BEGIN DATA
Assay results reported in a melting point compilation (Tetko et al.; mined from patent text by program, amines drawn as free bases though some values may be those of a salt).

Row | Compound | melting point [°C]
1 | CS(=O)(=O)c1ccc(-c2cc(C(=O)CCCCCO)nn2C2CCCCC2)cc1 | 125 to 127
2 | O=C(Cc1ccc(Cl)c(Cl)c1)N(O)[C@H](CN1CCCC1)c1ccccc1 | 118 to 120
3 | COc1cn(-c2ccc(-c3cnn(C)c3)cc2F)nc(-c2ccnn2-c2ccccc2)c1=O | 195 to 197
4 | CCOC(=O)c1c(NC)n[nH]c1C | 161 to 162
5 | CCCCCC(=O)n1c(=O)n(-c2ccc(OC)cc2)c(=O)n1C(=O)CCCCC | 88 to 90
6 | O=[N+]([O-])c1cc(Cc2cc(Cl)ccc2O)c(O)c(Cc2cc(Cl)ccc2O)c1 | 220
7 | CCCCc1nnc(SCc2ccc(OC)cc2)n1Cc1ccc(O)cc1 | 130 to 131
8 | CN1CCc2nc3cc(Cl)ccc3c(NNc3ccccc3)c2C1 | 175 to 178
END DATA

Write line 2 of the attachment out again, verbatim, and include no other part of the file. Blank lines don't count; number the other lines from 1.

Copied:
Row | Compound | melting point [°C]